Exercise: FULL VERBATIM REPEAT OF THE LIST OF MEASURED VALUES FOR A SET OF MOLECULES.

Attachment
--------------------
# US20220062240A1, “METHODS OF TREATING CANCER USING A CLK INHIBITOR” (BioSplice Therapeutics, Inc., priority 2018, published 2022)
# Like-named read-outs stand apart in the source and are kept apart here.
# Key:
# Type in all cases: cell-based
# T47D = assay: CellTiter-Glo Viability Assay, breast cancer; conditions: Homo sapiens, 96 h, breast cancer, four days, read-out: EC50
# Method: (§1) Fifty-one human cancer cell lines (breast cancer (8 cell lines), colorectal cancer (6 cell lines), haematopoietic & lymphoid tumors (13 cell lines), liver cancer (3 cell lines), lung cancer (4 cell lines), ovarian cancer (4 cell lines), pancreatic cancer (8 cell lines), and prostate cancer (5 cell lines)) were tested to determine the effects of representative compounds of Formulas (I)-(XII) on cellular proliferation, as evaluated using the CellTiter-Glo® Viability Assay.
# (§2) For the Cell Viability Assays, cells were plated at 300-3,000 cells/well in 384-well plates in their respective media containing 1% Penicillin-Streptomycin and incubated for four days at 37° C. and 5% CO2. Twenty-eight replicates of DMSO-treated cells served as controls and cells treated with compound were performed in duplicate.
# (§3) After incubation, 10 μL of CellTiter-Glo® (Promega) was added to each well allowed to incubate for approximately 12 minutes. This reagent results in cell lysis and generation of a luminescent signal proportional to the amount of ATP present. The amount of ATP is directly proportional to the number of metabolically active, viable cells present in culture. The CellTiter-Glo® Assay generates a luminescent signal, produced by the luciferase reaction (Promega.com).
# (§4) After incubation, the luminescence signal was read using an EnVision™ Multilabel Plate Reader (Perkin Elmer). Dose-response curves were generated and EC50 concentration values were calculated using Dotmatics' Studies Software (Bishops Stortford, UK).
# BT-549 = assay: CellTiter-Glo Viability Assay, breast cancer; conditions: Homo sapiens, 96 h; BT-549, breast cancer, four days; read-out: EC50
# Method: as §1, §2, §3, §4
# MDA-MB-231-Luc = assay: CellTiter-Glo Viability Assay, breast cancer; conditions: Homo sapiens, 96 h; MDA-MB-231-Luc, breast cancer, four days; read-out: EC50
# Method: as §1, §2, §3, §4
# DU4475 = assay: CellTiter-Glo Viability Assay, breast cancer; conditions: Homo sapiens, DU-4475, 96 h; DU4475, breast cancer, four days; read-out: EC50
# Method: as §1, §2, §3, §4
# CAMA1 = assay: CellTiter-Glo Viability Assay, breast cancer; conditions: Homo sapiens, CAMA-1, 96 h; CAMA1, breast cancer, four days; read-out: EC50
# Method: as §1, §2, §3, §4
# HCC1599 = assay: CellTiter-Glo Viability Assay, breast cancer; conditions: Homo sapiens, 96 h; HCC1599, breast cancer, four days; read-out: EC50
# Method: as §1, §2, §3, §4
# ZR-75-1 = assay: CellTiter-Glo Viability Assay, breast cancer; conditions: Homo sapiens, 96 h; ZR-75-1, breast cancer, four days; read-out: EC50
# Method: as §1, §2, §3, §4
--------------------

# US20220062240A1, “METHODS OF TREATING CANCER USING A CLK INHIBITOR” (BioSplice Therapeutics, Inc., priority 2018, published 2022)
# Like-named read-outs stand apart in the source and are kept apart here.
# Key:
# Type in all cases: cell-based
# T47D = assay: CellTiter-Glo Viability Assay, breast cancer; conditions: Homo sapiens, 96 h, breast cancer, four days, read-out: EC50
# Method: (§1) Fifty-one human cancer cell lines (breast cancer (8 cell lines), colorectal cancer (6 cell lines), haematopoietic & lymphoid tumors (13 cell lines), liver cancer (3 cell lines), lung cancer (4 cell lines), ovarian cancer (4 cell lines), pancreatic cancer (8 cell lines), and prostate cancer (5 cell lines)) were tested to determine the effects of representative compounds of Formulas (I)-(XII) on cellular proliferation, as evaluated using the CellTiter-Glo® Viability Assay.
# (§2) For the Cell Viability Assays, cells were plated at 300-3,000 cells/well in 384-well plates in their respective media containing 1% Penicillin-Streptomycin and incubated for four days at 37° C. and 5% CO2. Twenty-eight replicates of DMSO-treated cells served as controls and cells treated with compound were performed in duplicate.
# (§3) After incubation, 10 μL of CellTiter-Glo® (Promega) was added to each well allowed to incubate for approximately 12 minutes. This reagent results in cell lysis and generation of a luminescent signal proportional to the amount of ATP present. The amount of ATP is directly proportional to the number of metabolically active, viable cells present in culture. The CellTiter-Glo® Assay generates a luminescent signal, produced by the luciferase reaction (Promega.com).
# (§4) After incubation, the luminescence signal was read using an EnVision™ Multilabel Plate Reader (Perkin Elmer). Dose-response curves were generated and EC50 concentration values were calculated using Dotmatics' Studies Software (Bishops Stortford, UK).
# BT-549 = assay: CellTiter-Glo Viability Assay, breast cancer; conditions: Homo sapiens, 96 h; BT-549, breast cancer, four days; read-out: EC50
# Method: as §1, §2, §3, §4
# MDA-MB-231-Luc = assay: CellTiter-Glo Viability Assay, breast cancer; conditions: Homo sapiens, 96 h; MDA-MB-231-Luc, breast cancer, four days; read-out: EC50
# Method: as §1, §2, §3, §4
# DU4475 = assay: CellTiter-Glo Viability Assay, breast cancer; conditions: Homo sapiens, DU-4475, 96 h; DU4475, breast cancer, four days; read-out: EC50
# Method: as §1, §2, §3, §4
# CAMA1 = assay: CellTiter-Glo Viability Assay, breast cancer; conditions: Homo sapiens, CAMA-1, 96 h; CAMA1, breast cancer, four days; read-out: EC50
# Method: as §1, §2, §3, §4
# HCC1599 = assay: CellTiter-Glo Viability Assay, breast cancer; conditions: Homo sapiens, 96 h; HCC1599, breast cancer, four days; read-out: EC50
# Method: as §1, §2, §3, §4
# ZR-75-1 = assay: CellTiter-Glo Viability Assay, breast cancer; conditions: Homo sapiens, 96 h; ZR-75-1, breast cancer, four days; read-out: EC50
# Method: as §1, §2, §3, §4